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**altitudes**,

**medians**, and angle bisectors are different segments. In certain triangles, though, they

**can**be the same segments. In Figure , the

**altitude**drawn from the vertex angle of an isosceles triangle

**can**be proven to be a

**median**as well as an angle bisector.

Hereof, can a median also be an altitude?

Yes. A **median** connects the midpoint of a triangle with the opposite vertex. An **altitude** connects a vertex of a triangle to the side opposite of the vertex so the angle formed between the two segments is a right angle.

**median**drawn from vertex A is

**also**the angle bisector, the

**triangle**is

**isosceles**such that AB = AC and BC is the base. Hence this

**median**is

**also**the

**altitude**. In an

**equilateral triangle**, each

**altitude**,

**median**and angle bisector drawn from the same vertex, overlap.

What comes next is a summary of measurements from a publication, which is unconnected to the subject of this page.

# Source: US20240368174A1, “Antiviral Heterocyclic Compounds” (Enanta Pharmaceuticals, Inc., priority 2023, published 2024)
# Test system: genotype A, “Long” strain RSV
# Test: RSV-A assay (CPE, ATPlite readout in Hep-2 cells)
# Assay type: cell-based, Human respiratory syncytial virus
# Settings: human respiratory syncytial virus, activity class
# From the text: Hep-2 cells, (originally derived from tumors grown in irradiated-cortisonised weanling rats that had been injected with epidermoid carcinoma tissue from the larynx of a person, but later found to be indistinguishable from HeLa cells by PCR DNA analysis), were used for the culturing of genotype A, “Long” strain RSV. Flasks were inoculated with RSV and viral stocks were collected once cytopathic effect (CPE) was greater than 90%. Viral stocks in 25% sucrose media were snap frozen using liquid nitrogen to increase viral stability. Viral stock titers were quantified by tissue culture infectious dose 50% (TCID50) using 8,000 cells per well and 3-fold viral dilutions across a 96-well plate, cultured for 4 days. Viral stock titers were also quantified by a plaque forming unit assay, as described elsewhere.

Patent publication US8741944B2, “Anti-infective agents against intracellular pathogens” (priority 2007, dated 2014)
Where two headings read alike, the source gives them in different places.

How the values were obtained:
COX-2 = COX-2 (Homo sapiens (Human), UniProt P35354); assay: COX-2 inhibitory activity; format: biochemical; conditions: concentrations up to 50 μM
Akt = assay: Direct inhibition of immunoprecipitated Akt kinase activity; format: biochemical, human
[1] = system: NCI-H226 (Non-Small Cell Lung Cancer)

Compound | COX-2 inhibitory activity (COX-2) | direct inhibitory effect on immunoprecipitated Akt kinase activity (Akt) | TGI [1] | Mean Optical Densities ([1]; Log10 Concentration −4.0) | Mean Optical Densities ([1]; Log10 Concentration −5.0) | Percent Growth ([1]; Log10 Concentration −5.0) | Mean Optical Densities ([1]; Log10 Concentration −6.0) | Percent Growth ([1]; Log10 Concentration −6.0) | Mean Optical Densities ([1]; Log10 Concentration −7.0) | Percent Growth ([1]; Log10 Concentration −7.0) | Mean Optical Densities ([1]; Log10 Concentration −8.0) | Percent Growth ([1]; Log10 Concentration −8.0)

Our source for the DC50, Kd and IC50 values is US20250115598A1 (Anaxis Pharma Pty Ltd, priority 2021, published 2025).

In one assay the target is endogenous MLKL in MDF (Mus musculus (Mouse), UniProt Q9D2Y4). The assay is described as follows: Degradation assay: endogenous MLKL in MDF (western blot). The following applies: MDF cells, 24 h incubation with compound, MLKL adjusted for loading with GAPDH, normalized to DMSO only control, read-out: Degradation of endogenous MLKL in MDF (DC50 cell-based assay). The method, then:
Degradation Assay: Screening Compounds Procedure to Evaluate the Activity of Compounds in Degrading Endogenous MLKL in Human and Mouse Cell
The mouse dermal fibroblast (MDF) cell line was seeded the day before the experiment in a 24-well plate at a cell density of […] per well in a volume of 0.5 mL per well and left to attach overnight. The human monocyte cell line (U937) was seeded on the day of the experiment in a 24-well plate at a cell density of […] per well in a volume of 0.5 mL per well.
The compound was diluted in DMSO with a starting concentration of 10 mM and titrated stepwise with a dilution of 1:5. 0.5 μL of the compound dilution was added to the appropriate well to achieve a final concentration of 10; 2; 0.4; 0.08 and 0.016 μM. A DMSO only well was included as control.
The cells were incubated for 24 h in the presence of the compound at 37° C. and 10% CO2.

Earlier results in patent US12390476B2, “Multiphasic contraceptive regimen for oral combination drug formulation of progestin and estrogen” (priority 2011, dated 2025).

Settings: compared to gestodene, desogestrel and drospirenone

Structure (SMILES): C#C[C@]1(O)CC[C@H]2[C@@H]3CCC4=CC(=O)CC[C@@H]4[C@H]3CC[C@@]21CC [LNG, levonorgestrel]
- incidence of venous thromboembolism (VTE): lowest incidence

Additionally, what is the difference between an altitude and a median?

An **altitude** of a triangle is the perpendicular drawn from any vertex to it's opposite side whereas a **median** of a triangle is the line joining any vertex and the mid point of it's opposite side. **In the** case of an equilateral triangle **median** and **altitude** coincide with each other.

1 Answer. Segment joining a vertex to the mid-point of opposite side is called a **median**. **Perpendicular** from a vertex to opposite side is called altitude. A Line which passes through the mid-point of a segment and is **perpendicular** on the segment is called the **perpendicular** bisector of the segment.